Being fully aligned, ICAB expects effective and meaningful role of FRC

       Being fully aligned, ICAB expects effective and meaningful role of FRC

The alignment of role of the Institute of Chartered Accountants of Bangladesh(ICAB) with the Financial Reporting Council (FRC) is the sine qua non to promote transparency and integrity in the financial sector, and to make the FRC more effective and functional, the discussants told in a conference held on Thursday, 28 March 2019 at CA Bhaban in the city. The discussants also laid emphasis on increase of the audit fees which is the lowest in this region, to encourage the proper audit report.

 

                                      

 

Caption: As chief guest C. Q. K. Mustaq Ahmed, Chairman, Financial Reporting Council (FRC) was speaking at the conference while the Key Note paper presenter Dr. Javed Siddiqui, Senior Lecturer, Accounting, Alliance Manchester Business School, University of Manchester, UK, session chair A. K. Gulam Kibria FCA and ICAB President AF Nesarudding FCA seen on the dais.

 

The Members’ Conference on ‘Bangladesh: policy review on Financial Reporting Act (2015)’ was organized by ICAB. Dr. Javed Siddiqui, Senior Lecturer, Accounting, Alliance Manchester Business School, University of Manchester, UK., presented the Key Note paper in the conference. C. Q. K. Mustaq Ahmed, Chairman, Financial Reporting Council (FRC) was present as the Chief Guest while A. K. Gulam Kibria FCA, Partner, G Kibria & Co., Chartered Accountants and Past President-ICAB was present as the Session Chairman. Hundreds of Chartered Accountants attended the conference.

 

The Chairman of FRC C. Q. K. Mustaq Ahmed, said the government has introduced Financial Reporting Act (FRA) to restore the people’s confidence on regulatory bodies who are the responsible to bring discipline in the financial sector through protecting the interest of people. The economy of the country is expanding and the modes of financial transactions are becoming diversified. In this aspect, the chartered accountants have the skills to establish control over all the financial systems, he added. The Government wants not to control the chartered accountants rather it wants to control the public interest entities and the financial organisations through the auditors, the Chairman of the watchdog body said. Replying to the question regarding FRA, he said, FRC is interacting with the different stakeholders and in the course of time, to make the law more practical, government may bring amendment in the law.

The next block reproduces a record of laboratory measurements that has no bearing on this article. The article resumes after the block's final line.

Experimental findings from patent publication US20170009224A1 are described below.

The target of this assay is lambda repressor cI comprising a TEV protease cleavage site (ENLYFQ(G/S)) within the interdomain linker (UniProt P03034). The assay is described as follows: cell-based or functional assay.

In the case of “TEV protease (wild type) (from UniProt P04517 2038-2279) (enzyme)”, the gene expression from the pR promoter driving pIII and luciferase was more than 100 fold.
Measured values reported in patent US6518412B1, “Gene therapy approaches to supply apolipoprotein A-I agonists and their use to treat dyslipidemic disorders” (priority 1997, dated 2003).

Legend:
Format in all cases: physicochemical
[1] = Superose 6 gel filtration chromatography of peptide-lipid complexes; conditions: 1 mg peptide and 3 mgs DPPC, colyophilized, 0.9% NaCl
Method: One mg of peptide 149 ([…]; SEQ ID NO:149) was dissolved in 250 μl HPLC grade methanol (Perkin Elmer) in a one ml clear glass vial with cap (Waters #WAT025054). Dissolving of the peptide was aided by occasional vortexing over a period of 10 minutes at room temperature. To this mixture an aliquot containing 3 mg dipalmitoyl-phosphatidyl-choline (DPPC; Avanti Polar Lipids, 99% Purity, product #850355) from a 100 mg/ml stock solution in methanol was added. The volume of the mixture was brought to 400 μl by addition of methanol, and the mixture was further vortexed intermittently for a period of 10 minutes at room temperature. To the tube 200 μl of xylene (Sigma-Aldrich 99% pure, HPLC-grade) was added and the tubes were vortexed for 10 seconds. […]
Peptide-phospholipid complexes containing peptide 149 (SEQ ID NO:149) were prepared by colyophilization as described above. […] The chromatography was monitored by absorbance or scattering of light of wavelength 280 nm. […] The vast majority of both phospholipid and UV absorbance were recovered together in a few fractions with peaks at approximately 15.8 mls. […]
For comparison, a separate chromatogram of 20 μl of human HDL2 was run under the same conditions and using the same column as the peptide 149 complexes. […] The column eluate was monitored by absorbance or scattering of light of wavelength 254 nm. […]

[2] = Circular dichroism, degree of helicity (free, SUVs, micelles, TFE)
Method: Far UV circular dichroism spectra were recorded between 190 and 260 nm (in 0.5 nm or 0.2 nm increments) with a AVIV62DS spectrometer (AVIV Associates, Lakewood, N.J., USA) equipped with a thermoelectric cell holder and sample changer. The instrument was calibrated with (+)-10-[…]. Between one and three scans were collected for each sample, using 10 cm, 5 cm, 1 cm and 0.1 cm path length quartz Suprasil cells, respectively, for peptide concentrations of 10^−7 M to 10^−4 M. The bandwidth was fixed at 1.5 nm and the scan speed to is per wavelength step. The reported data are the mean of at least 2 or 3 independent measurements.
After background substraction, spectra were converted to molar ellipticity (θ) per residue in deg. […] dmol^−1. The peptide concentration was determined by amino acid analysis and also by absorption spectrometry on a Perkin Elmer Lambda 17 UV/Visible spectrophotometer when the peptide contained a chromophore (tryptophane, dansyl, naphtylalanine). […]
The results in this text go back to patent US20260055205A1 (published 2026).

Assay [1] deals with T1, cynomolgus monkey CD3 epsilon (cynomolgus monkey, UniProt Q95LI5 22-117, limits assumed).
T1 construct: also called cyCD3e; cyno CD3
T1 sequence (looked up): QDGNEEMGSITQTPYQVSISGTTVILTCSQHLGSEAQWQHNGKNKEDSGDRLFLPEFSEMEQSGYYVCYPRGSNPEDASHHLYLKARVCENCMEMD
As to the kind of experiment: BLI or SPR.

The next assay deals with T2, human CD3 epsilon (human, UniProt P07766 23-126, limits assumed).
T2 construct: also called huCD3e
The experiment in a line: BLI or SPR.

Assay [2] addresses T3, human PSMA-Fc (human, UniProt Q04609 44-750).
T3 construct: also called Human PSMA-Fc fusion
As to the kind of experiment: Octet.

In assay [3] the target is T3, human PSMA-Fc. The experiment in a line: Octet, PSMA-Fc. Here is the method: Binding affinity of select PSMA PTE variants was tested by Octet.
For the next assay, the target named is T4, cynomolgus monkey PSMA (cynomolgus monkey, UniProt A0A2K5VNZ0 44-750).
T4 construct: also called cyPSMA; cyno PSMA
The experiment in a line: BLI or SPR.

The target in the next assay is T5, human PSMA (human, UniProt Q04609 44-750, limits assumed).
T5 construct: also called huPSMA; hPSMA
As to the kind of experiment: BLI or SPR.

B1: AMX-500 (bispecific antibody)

The preparers of the financial statements play an important role in the financial reporting –they should be made accountable for any wrong and misleading reporting. Reasonable and respectable audit fee is a critical issue in ensuring quality audit, said AF Nesaruddin, President, ICAB. The President also pointed out three observations in FRA; formation of FRC, non-auditors like CIMA and CMA brought under the purview of the Act, and the provision of punishment. He urged the government to look into the matters to make FRC more practical in our country perspective.

 

 

Dr. Javed Siddiqui, said FRC may face some potential problem with expertise, resulting from the lack of presence of Chartered Accountants in its core functional areas. The Ministry of Finance might consider revising the existing formation of the FRC board so that the right balance between competence and independence can be achieved, he added. Alternatively, the ex-officio members (from MoF, MoC, Bangladesh Bank, NBR, FBCCI, BSEC) can nominate professional accountants who would represent these agencies in the board, the Bangladeshi origin UK professor suggested.

 

The keynote speaker described the present scenario of Audit profession in Bangladesh.  He said, the implementation of IFRS and ISA is a challenge for many companies in Bangladesh. However, this is a mammoth task that will require significant resource commitments. The BSEC, even after 25 years of existence, still struggles to monitor the implementation of IFRS in listed public companies due to resource constraints, he added. The vast majority of accountants working in the PLCs do not have a professional accounting qualification, making implementation of IFRS difficult, he pointed out and said, if this remains unchanged, FRC inspections would not be very fruitful.

 

 

He also said, the FRC’s core functions do not include promoting standards and codes on corporate governance. Similar bodies around the world (like FRC in the UK) consider issuing codes on corporate governance (for companies) and stewardship (for investors) as one of their major functions, he added.  

 

Update Date : 31/03/2019

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